Prior to benchmarking, I perform all necessary installations and updates. I also capture some basic details of the device for each OS.

Rock Pi X Drivers Installation Issues

When Windows was installed using the latest ISO from Microsoft a number of drivers were missing:

Using a combination of drivers from the Radxa ‘Downloads’ page and Windows ‘Optional updates’ most of these could be resolved. For the Seeed Studio unit only a single Intel SD Host Controller remained without a driver:

However, during testing, the Ethernet port on this unit started to randomly disconnect before eventually stopping completely. Additionally, the 32GB of storage was severely limiting as I didn’t have sufficient space on Windows to run all my usual benchmarks. Installing Windows left only 4.5GB free:

which isn’t much for user applications and Windows updates.

I also observed excessive thermal CPU throttling as the board did not have any cooling. While discussing the Ethernet issue with Radxa they offered a replacement unit with 128GB storage and a heat sink together with an appropriate power supply.

Unfortunately after installing Windows on this replacement unit and updating all the drivers this time two ‘Generic SDIO Device’ had missing drivers and the ‘Nuvoton SST Nau88L24 Codec Device’ driver would not start:

The Radxa’s website tip to toggle DTS in the BIOS did not fix the Nuvoton driver. However, during testing, it was found that the BIOS was an earlier version so it was upgraded to Radxa’s latest published version of ‘V12_X64_20200924’. Whilst this didn’t fix the missing drivers it may have changed the behavior of the Nuvoton driver as it now appears to be unstable as sometimes on boot it works in Windows:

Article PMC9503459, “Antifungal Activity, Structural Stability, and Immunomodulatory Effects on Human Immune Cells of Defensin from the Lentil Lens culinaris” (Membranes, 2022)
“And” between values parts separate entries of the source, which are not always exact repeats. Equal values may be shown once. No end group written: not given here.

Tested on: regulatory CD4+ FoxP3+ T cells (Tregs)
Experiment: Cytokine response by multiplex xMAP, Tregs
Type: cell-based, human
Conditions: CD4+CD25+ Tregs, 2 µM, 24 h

and sometimes after a reboot, it fails in Windows:

However, the same Nuvoton device also had a problem in Ubuntu on this unit:


and this resulted in the headphone jack not being recognized. Interestingly the driver did work in Ubuntu on the Seeed Studio unit:

Unfortunately, it didn’t work ‘OOTB’ and required a tedious workaround of installing ‘pavucontrol’, toggling the built-in audio from speaker to headphones, editing the UCM file ‘/usr/share/alsa/ucm2/chtnau8824/HiFi.conf’ to remove the ‘Speaker.conf’ entry, killing ‘pulseaudio’, and finally selecting multichannel output as the output device in the sound settings. To go back to HDMI audio required reverting these changes so I don’t see this as a very satisfactory solution even if Ubuntu does recognize the device.

It is also worth noting that after the BIOS upgrade each unit. whilst appearing identical based on the version of ‘Build Data and Time’ and other information displayed on screen in the BIOS ‘Main’ menu, is in fact slightly different including for example that the ‘Manufacturer’ is ‘Radxa’ on the Seeed Studio unit but ‘ROCK Pi’ on the Radxa unit. However, a more significant difference between the two units is that the version of the board is different as silk-screened on the Seeed Studio unit is ‘V1.4’ whereas it is ‘V1.3’ on the Radxa unit. This may account for why the Nuvoton device works in Ubuntu on one unit and not the other.